Eugene Weekly : Music : 5.28.09

Build It and They Will Play
New venues spawn new musical opportunities
by Brett Campbell

Mbira dzeMuninga

Just as investments in infrastructure like light rail and high speed train tracks pay off in environmentally friendly development and transportation, investment in arts venues pays off in compelling art, as anyone who’s visited the UO’s refurbished music school or the Shedd can attest. A few years ago, Springfield invested in its downtown by creating the Wildish Theater, and its first resident company now gives its debut performance. On Monday, June 1, Chamber Music Amici, comprising some of the most reliable and familiar names in Eugene classical music (Victor Steinhardt, piano; Sharon Schuman, violin; Steven Pologe, cello; Pilar Bradshaw, violin; plus guest violist Fritz Gearhardt) perform Mozart’s sweet Oboe Quartet, Francis Poulenc’s equally ear-pleasing sonata for oboe and piano and Robert Schumann’s piano quintet. It’s great to see the community gain a new chamber music fixture.

However, it’s even better to see a chamber ensemble dedicated to today’s music. That’s the goal the intrepid students in the Eugene Contemporary Chamber Ensemble have been pursuing so assiduously for the past few years, and their forward-looking attitude evidently applies to the presentation, not just the content. As so many vanguard groups have been doing in recent years, ECCE’s free concerts May 29 and 30 combine original music with choreography and multimedia installations, video projections and other enticements for our increasingly visually oriented culture. The intrumentation ranges from solos (sax, viola), duets, wind ensembles and percussion to electronics. It’s always a treat to see students — and any artists, for that matter — reaching across genre boundaries and combining forces. ECCE has become a vital part of Eugene’s progressive music scene. And speaking of new venues spawning new opportunities, these concerts take place in the UO’s  new multi-purpose room 190 at the music school.

The UO’s year-end concerts offer plenty of other attractions. On May 28, several of the school’s choral ensembles sing music by Benjamin Britten, Holst and the world premiere of “A Tapestry” by UO alumnus Terry McQuilkin. Another choral concert on June 4 gives us a foretaste of the biggest attraction of this summer’s Oregon Bach Festival: excerpts from Sven-David Sandström’s new “Messiah,” plus music by Palestrina, Brahms and even a modern Haitian work.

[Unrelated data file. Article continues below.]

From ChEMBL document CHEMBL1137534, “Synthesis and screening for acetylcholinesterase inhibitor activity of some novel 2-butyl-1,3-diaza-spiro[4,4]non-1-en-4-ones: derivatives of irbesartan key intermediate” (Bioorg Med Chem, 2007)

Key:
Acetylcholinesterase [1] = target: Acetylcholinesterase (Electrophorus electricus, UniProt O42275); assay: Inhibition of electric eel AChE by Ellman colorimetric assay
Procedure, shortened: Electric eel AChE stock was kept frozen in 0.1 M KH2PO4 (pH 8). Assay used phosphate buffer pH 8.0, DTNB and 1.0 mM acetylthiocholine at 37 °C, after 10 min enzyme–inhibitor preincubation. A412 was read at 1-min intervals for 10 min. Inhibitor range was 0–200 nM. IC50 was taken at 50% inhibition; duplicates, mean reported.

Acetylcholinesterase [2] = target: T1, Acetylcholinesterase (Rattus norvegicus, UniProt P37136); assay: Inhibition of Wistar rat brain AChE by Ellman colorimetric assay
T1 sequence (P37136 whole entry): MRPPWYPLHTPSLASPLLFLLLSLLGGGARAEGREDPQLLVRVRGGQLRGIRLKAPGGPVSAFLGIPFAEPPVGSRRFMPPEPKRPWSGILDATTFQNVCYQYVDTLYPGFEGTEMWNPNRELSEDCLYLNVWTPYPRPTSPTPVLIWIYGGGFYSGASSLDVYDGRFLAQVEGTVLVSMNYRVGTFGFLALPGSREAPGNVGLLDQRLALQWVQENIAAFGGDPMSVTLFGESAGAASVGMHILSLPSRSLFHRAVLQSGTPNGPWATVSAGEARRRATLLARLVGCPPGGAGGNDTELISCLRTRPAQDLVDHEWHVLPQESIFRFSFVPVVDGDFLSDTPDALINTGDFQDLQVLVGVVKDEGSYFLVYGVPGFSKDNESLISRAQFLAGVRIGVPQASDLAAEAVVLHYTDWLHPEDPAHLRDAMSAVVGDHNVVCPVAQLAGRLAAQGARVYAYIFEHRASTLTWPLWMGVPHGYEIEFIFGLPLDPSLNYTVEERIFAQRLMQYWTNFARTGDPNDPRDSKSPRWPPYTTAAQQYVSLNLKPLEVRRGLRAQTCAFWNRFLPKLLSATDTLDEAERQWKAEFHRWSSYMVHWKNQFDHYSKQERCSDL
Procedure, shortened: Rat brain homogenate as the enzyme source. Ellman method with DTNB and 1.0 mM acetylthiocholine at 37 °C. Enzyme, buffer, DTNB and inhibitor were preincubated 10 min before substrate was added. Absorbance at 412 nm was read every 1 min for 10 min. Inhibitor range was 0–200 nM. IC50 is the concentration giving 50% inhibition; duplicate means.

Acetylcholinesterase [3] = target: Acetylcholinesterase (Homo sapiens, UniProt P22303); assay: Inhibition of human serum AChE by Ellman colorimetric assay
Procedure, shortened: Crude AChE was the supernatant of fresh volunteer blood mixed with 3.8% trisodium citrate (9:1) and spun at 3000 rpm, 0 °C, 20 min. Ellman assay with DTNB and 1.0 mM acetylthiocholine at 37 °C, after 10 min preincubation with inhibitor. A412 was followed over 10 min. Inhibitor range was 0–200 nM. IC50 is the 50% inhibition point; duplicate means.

Eugene’s longtime home of jazz, Jo Federigo’s, hosts the rising young trumpet-led jazz quartet Protean Visions on May 27, the Arizona experimental jazz-rock quartet Moseyhorse on May 28 and the new NOW! 4tet (with members of 11 Eyes, Son Melao and the Sugar Beets) unveiling its Afro-Cuban electronica accented jazz on the 29th.

Eugene’s world music capital is Cozmic Pizza, which regularly books bands who play music from non-Western traditions. Last year, the restaurant hosted the exciting Zimbabwean ensemble Mawungira Enharira, and on June 2, it hosts a quartet of mbira players from that group, Mbira dzeMuninga. They weave interlocking melodies from the gourd-encased metal thumb piano that produces a lovely harp-like sound. Like Wynton Marsalis and other jazz neo-traditionalists who emerged a generation ago, these young mbira masters have reignited their rock-oriented generation’s interest in the joyous traditional music of Shona people of Zimbabwe. The show also features Eugene’s own upbeat Kudana Marimba. On June 5, Cozmic also presents a potpourri of world beats — Cuban, Balkan, Cajun and more — at a benefit for the valuable Sparkplug Dance company, which brings dance into kids’ lives. 

One of the bands on that bill is Scrambled Ape, whose founder, the ever-adventurous Michael Roderick, also leads Eugene’s tango-tastic Mood Area 52. When the group was in Portland for a recent gig, they heard fizzy Ethiopian bluesy jazz emanating from their hotel. It turned out to be Tezeta, which includes former members of 5 Fingers of Funk, who play riff-based instrumentals featuring Jimmy Smith-style keyboards, guitar, horns and rhythm section. You can check out both bands on May 29 at Sam Bond’s Garage.      



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